News for 7 Feb: My first butterfly of the year, a Red Admiral in garden, Heathfield on 7th February (Nigel Kemp)

News for night of 7/8 Feb: David Burrows reports continued good results with his Moth Trap - 41 moths of 10 species, including Hebrew Character, Satellite, Oak Beauty, and 23 Pale Brindled Beauty. (Graham Parris)

Friday 8 February

It was quite a good last night (7 Feb) for early February at Warnham LNR, especially with the heavy frost this morning. Catch was as follows: 3 Winter Shade (Tortricodes alternella), 11 Pale Brindled Beauty, 2 Satellite, 1 Small Brindled Beauty, 3 Spring Usher, 1 March Moth, 1 Rusty Birch Button (Acleris notana), 1 Variable Smudge (Ypsolopha ustella), 1 Common Flat-body (Agonopterix heracliana) (Sam Bayley)


Thursday 7 February


A very early Hebrew Character in the trap last night (Clive Dickson)



Wednesday 6 February

1 Spring Usher (male) 1 Pale Brindled Beauty (male) found next to the entrance door light at Woods Mill today (Pen Green)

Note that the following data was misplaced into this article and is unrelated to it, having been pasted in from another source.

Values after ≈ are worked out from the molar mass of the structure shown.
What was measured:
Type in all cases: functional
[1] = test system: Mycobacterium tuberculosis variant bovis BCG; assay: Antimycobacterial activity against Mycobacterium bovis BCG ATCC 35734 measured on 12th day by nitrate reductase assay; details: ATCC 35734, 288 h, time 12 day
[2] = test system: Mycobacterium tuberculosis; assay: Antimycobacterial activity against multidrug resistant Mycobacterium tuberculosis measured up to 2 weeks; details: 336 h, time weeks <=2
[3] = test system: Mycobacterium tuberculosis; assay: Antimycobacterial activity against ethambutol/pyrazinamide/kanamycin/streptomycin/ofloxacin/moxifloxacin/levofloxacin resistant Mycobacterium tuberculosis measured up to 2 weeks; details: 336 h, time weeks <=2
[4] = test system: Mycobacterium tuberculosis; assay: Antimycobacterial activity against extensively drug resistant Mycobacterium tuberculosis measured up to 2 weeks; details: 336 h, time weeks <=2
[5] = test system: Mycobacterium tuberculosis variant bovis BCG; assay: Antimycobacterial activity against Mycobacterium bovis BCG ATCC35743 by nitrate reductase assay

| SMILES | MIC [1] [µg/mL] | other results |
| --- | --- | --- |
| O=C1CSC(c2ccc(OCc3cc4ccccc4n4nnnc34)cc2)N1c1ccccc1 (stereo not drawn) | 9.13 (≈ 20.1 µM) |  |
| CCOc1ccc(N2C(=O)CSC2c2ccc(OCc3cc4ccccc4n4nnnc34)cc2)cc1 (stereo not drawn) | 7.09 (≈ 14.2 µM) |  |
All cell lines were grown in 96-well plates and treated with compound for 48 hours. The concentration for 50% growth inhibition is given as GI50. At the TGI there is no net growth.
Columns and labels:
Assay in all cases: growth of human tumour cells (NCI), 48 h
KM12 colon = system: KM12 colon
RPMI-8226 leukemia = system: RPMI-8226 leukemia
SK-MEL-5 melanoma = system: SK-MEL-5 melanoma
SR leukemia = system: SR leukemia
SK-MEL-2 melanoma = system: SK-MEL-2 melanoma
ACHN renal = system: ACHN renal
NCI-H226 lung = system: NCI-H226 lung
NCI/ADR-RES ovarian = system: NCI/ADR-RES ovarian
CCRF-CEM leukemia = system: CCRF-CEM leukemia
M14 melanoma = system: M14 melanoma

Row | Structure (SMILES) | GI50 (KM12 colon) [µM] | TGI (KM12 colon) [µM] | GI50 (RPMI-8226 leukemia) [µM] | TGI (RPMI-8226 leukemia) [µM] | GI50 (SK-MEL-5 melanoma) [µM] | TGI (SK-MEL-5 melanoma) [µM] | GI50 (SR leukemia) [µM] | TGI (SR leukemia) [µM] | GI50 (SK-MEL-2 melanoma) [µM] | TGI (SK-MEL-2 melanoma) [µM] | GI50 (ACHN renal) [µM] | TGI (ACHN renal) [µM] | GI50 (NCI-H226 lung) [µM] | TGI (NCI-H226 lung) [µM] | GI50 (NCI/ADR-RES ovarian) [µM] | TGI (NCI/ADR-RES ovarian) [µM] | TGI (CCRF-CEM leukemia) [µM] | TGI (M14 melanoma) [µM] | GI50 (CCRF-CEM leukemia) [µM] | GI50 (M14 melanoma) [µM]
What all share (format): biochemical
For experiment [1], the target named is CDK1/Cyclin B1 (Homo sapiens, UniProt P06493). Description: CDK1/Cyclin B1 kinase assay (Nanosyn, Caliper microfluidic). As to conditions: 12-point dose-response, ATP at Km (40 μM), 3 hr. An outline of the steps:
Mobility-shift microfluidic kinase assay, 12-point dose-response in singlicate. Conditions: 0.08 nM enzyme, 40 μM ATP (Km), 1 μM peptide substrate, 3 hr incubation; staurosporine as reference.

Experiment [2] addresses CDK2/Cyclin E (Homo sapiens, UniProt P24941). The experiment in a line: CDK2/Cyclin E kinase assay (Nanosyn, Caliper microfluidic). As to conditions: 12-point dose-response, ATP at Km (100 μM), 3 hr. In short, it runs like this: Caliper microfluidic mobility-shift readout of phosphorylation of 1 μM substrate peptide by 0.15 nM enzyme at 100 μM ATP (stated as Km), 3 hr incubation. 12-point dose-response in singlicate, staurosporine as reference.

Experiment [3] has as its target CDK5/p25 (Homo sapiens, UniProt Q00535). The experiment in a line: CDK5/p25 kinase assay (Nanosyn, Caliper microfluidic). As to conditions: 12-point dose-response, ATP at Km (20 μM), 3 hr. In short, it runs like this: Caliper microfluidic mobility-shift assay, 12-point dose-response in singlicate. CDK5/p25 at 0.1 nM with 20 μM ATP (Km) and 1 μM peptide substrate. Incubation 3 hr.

News for Mon 4 Feb: Monday 4th - Peacock flying high in bright midday sunshine Snednore, Kingston. (Dave Harris)


Monday 4 February


News for 2 Feb: I saw my first butterfly of the year in my Seaford garden, a Red Admiral. (Roy Neeve)



Sunday 3 February


Park Corner Heath Work Party Sunday 10 February: We'll be back at PCH next Sunday from 8:30 onwards for our February Work Party. We need to finish off the widening of the NW ride as well as cutting back some hawthorn and scrub from around the pond and getting the reserve ready for our first 2008 open day on March 9th. There's plenty of other jobs too to suit everyone. All are welcome to come and join in the management of PCH. Contact Michael for more information on 01323 423711 or sussexgrayling@aol.com



Saturday 2 February


A Red Admiral basked in the sunshine on my conservatory roof today in Peacehaven (Adrian Thomas)

With few opportunities to run the moth trap during the last week thanks to the weather, the only thing to report was an unexpected Spring Usher on Sunday night (27th Jan). This species is associated with Oak - a tree not found on my bit of the Downs at Newhaven - so my adult must have flown at least a couple of miles. An unexpected and pleasant surprise, and the 100th species I've seen since I started trapping on August 30th last year - but only the 77th species that has visited the Skinner trap at home in Denton to date. (Steven Teale)


Friday 1 February